The Sweet Life Gardener – Catnip

By Alisa Murray

By Alisa Murray

Hey Sweet Lifers! There’s one herb in my garden that is appreciated more than any other by my Sweet Life cats, and it is, of course, catnip. I planted a small amount of it at the edge of the steps a few years back, and now it is a huge plant that brings so much joy.

Catnip’s history traces back to the Roman Empire where it got its name Nepeta Cataria and found its way to the United States in the 1700s. Catnip is one of the easiest herbs to grow as it is part of the mint family, and we all know mint is a hearty plant!

Catnip has many uses other than entertainment for your cats, although they are the primary reason that I grow it. In the garden this herb acts as a repellent for mosquitos and rats. It has a pungent smell that is similar to the pheromones that cats give off, which is the reason cats love it and insects do not. So, it is a great option for organic gardeners looking to deter rodents from nibbling on their radishes and such.

The culinary uses for catnip are interesting as it has been used in soups, sauces and cheeses. Medicinally, catnip has had more popularity over the centuries as a sort of do it all remedy. Interestingly, this herb has an effect on humans that shows polarity based on how it is ingested. It is used to treat everything from gastrointestinal issues to anxiety. When made into a tea, it is great for inducing sleep and calming the nerves. However, if it is chewed in leaf form, it can aggravate and induce “confidence.” There’s an old wife’s tale of an executioner who did not like his job very much, and in order to gain confidence to do his job, he would chew the leaves of catnip.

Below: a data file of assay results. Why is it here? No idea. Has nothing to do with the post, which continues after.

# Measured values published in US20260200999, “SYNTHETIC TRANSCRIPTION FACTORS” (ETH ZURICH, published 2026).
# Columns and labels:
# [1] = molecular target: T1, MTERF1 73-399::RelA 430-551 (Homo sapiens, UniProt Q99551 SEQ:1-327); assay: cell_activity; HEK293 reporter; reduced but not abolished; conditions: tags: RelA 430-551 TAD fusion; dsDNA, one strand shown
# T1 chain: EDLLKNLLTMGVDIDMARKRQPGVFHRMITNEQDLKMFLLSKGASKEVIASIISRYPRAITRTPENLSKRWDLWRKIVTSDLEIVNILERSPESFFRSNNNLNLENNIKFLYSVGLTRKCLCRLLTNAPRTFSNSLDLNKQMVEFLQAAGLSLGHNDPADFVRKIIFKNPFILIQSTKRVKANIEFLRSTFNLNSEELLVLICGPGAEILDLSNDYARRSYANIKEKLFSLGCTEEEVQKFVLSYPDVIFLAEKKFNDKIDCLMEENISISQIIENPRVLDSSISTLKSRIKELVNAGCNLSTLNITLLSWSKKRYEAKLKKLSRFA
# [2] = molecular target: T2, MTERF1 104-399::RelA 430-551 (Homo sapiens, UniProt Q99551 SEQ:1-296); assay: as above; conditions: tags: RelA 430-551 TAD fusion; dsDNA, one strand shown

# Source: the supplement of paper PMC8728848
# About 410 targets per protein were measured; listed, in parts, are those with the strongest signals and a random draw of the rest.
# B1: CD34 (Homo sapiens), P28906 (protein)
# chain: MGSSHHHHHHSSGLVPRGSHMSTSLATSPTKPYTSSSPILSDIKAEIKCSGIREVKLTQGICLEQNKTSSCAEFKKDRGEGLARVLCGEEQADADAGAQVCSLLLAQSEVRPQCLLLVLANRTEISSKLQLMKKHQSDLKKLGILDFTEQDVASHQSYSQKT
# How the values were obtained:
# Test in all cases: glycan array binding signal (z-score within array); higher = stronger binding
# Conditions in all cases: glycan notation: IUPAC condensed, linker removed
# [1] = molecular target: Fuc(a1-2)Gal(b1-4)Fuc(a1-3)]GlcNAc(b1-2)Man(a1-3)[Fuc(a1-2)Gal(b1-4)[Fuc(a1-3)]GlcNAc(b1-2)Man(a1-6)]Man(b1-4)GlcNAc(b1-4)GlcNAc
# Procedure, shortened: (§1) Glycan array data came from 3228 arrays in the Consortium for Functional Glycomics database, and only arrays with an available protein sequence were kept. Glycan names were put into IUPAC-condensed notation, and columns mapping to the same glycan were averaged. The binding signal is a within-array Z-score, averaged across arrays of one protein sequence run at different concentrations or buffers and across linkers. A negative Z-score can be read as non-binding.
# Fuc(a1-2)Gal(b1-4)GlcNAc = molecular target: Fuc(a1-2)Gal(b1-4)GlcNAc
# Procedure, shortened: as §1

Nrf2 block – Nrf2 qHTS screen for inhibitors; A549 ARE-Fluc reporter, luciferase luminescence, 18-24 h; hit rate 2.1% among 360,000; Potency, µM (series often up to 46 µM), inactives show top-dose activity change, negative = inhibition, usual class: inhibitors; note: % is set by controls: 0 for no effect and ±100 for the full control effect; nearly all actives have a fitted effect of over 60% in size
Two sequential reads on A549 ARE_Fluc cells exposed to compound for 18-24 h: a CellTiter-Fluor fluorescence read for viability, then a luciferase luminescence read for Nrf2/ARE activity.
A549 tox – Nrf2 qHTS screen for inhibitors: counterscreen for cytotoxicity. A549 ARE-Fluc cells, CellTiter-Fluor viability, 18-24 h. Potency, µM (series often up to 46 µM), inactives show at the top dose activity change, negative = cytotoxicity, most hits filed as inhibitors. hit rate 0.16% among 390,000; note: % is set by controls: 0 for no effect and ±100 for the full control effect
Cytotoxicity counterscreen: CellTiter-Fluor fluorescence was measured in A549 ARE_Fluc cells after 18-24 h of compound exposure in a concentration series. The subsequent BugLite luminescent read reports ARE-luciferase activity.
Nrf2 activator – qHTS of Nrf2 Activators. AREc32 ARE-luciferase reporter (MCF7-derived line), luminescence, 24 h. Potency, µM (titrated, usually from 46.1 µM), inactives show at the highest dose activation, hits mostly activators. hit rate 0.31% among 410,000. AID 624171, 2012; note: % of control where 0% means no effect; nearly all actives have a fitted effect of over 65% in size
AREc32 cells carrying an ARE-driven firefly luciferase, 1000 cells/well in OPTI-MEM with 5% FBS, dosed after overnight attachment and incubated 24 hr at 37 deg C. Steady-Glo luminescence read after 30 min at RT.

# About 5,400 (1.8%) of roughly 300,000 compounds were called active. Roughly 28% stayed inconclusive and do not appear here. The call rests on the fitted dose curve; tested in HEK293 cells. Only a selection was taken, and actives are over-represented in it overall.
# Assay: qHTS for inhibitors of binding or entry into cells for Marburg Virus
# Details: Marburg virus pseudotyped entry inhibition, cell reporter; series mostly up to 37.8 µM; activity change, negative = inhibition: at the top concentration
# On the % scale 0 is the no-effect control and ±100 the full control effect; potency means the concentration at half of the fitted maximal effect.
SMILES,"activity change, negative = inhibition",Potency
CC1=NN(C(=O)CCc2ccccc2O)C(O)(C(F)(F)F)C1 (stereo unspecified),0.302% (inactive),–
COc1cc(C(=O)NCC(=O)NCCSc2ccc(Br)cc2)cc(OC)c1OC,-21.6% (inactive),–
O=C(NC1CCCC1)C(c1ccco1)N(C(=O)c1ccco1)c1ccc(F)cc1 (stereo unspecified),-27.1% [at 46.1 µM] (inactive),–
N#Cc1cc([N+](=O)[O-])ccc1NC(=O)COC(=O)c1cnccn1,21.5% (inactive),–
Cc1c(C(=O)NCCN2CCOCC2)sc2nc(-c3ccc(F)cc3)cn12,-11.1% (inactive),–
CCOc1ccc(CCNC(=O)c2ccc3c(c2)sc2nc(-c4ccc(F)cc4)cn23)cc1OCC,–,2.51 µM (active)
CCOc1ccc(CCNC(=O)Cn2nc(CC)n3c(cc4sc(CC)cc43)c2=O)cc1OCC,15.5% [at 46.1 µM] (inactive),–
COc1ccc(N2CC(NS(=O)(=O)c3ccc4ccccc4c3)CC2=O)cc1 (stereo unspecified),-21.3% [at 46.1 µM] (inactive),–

Catnip also has a quite wishy way effect on animals. In the instance of cats, there’s an old saying that if you plant it, a cat won’t know it, but if you dry it, they’ll go mad. My cats know it in my garden and frolic and play around it daily. Sasha even likes to wallow in it and sleep! But boy when I dry it, they are keen to drag it all around and pitty pat with it before chasing a squirrel up a tree!

Catnip is one of those herbs that can fill in a spot in your garden and benefit all. Whether you use it for a tea or dry it for your cats to enjoy, or just let it grow big and deter those critters that noone really wants in the garden, because they are not “sweet,” it is useful and beneficial and that makes it a lovely addition to any home herb garden indeed.